- 3. Focus on overcoming fear by identifying yourself from your soul (instead of your ego). Choose to reject fear as a motivator of your actions.
- 4. Invoke autopoietic processes back into to the other parts of the procedure to create an upward spiral of creativity (autopoiesis enhancing autopoiesis).
Because the procedure that John suggests involves a group, he explains in some detail how “brain synchronization” is part of the design. This design (which came to him in a dream) involves “quantum coherence” in the neocortex triggered by practical application of the evolutionary ethic (as above). He discusses his experiments in group process and concludes that the groups were successful (without applying his own criteria for measuring creativity).
Continuing with “quantum dialogue” and “quantum octologue”, John proposes methods that assist participants in connecting with and using their “quantum brain” (while acknowledging that the methods are “the least creative way of opening the quantum brain without harm”). He terms the technique and re-defines autopoiesis as “a mystical, loving type of brainstorming where no one judges another, and all speak about their insights without fear” and emphasizes that it is merely an experience and is not creative transformation. Next, John offers a “Do-It-Yourself Guide to Creative Transformation” (page 268, et seq.).
Here we reach the unfortunate conclusion of John’s exposition on creative transformation – without a clear explanation of the result. In effect, he proposes a process with a clear objectifiable outcome (enhanced creativity), describes mystical elements and experiential methods, and never offers any objective evidence that the process and methods yield the desired result. It might be presumed that the ending portions of the book (detailing political, educational, and economic ideas) are the result of John’s “creative transformation”, but knowing him and his earlier works it must be said that those creative ideas existed well before John imagined “creative transformation”.
Because I had the personal opportunity to explore his thinking, methods, and results, I can say that John’s primary “proof of concept” lied in the “quantum ark” (pages 359…) which he freely deemed “an excellent objective test of the autopoietic [creative transformation] process”. This “hybrid classical-quantum technology” was to be utilized through an autopoietic octet to self-catalyze a Moral Society. To my knowledge, the ark never worked (and I’m confident that John would have informed me if it had). And, to the best of my knowledge, the Moral Society (beyond the micro-versions of an octet) never self-catalyzed.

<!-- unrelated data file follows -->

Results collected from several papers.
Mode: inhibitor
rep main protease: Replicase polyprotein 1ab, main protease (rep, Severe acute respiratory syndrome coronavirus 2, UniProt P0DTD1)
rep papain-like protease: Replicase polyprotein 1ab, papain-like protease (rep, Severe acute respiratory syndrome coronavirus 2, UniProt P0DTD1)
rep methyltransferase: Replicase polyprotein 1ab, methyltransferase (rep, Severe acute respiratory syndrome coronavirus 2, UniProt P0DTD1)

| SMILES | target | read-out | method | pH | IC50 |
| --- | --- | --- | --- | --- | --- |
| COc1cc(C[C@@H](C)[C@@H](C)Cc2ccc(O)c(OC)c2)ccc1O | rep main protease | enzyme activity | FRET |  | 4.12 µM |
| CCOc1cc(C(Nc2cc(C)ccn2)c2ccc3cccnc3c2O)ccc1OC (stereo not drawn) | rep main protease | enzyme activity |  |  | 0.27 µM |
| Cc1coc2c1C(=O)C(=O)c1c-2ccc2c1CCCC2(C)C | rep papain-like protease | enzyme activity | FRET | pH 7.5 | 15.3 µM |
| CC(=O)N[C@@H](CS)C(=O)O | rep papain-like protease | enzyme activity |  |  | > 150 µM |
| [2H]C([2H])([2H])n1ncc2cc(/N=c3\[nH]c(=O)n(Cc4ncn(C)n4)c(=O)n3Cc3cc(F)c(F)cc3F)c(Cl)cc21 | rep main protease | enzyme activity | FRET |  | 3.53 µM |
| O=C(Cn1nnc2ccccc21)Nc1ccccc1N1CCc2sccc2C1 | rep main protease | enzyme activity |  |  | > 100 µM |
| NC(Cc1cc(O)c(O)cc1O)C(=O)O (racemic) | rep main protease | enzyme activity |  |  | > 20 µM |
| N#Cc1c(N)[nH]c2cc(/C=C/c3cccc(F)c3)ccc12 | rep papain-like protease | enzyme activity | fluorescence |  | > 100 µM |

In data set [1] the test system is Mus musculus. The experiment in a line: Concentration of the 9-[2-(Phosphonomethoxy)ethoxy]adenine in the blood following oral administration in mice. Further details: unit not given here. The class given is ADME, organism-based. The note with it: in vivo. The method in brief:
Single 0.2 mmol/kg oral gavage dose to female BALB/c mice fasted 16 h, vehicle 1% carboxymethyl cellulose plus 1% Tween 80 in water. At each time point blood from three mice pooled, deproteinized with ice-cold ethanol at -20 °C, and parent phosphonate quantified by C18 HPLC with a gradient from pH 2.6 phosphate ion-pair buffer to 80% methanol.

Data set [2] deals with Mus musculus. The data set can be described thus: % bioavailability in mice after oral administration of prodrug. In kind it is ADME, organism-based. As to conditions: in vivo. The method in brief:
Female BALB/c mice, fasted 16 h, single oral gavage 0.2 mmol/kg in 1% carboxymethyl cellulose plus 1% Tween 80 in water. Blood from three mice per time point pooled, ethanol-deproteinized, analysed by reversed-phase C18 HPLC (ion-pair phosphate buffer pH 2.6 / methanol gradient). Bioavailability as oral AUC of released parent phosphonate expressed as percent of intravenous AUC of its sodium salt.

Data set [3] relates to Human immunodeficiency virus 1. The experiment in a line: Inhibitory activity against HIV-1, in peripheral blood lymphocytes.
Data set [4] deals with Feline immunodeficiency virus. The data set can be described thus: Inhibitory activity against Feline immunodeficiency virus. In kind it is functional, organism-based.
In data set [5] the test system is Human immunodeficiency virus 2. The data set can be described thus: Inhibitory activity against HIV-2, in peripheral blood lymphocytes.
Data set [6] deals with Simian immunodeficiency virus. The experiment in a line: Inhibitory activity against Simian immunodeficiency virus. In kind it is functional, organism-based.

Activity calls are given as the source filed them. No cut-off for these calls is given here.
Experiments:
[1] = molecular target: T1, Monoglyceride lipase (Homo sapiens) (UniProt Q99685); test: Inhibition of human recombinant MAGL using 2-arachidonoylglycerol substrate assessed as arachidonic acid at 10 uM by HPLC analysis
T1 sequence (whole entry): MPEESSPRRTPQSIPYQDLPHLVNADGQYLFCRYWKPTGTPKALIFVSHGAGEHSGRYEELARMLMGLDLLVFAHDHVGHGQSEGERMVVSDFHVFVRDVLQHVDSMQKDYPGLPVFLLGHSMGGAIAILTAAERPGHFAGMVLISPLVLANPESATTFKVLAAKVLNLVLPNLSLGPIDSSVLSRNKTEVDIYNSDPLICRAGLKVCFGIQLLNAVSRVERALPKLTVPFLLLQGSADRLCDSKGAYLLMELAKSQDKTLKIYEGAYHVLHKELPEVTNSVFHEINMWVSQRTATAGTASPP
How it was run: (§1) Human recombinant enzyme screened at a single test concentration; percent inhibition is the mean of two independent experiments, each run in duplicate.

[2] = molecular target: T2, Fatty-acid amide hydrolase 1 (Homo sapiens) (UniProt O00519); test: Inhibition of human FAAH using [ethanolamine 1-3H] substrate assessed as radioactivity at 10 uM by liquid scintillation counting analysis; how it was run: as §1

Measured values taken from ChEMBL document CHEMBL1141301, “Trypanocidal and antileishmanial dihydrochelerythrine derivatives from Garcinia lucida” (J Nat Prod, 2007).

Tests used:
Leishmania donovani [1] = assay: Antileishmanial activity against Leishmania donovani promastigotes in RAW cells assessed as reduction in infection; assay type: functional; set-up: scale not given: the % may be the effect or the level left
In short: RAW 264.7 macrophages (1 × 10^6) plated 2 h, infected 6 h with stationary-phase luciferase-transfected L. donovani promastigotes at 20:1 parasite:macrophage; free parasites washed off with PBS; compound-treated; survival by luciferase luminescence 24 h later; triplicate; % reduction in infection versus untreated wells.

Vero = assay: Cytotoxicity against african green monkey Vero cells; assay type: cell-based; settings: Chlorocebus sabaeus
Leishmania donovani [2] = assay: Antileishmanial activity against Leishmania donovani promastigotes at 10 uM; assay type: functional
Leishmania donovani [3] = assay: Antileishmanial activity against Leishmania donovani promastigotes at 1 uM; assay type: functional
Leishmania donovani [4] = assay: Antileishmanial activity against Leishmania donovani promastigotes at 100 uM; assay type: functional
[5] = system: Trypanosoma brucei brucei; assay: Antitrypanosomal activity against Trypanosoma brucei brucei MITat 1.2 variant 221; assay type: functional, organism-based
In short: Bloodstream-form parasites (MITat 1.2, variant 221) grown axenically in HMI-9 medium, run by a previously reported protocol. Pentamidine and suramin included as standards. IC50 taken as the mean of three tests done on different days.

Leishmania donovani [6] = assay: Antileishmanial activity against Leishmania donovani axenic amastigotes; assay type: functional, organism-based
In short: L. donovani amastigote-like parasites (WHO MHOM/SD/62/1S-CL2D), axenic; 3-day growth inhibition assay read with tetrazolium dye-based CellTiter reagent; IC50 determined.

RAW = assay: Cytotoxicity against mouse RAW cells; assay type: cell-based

This may seem harsh “criticism”, but it is the very kind of honest feedback that John frequently advocated and willingly offered others. I should add that it is my belief that John was on the right track, that his ideas and theorems are generally valid, and that he should be credited with offering the best solution for a human future. “Creative Transformation” is a foundation for a structure which may shelter us from our own destructiveness. John was a strong advocate for our choice to build that structure before it is too late. It is up to us to design and build the rest of it.
RVW – August, 2014
(Note: John's works may be read for free at www.see.org).
 The Moral Society: A Rational Alternative to Death (1971), Whitmore Pub. Co. (English Paperback (2005), 378 pages). “…an original and penetrating book written by a man of strangely heroic cast of mind. I have found much in the remarkable work by John David Garcia which gives philosophical direction to our times.” Humberto Fernandez-Moran, Venezuelan Minister of Science. A complete copy is available for free download at http://www.see.org/garcia/e-ct-dex.htm.
 Psychofraud and Ethical Therapy (1974), Whitmore Pub. Co. (English Paperback: 234 pages).”It's sobering and threatening, but necessary. I would like to see it on every therapist's shelf, in every clergyman's study, in every educational curriculum." Dr. Anthony R. Stone, Professor of Psychiatry, Johns Hopkins University School of Medicine. A complete copy is available for free download at http://www.see.org/garcia/e-pf-dex.htm.
 Readers of John’s earlier books will remember this well. Here offered at p. 145.
 Page 159.
 Page 217.
 Page 218. While John never says such in his book, this was a point where we had often disagreed and it pleased me greatly to see his ideas shift. But then…
 Page 250.
 Page 248.
 Page 249.
 Pages 249-50.
 Pages 250-55.
 Page 261.